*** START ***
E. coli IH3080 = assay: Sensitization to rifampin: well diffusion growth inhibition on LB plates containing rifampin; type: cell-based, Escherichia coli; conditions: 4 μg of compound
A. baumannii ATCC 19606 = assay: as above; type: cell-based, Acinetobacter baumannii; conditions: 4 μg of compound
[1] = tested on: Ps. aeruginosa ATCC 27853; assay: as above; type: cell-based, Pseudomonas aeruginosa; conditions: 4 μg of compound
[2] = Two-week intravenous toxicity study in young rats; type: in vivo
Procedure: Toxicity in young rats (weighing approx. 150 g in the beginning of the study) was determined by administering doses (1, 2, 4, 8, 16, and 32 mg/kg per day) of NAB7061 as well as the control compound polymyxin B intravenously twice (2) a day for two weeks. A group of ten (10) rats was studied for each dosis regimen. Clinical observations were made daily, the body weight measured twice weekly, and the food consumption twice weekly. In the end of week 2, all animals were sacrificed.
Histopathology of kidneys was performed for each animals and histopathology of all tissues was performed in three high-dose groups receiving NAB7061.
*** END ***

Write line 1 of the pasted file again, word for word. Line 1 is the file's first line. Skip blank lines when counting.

E. coli IH3080 = assay: Sensitization to rifampin: well diffusion growth inhibition on LB plates containing rifampin; type: cell-based, Escherichia coli; conditions: 4 μg of compound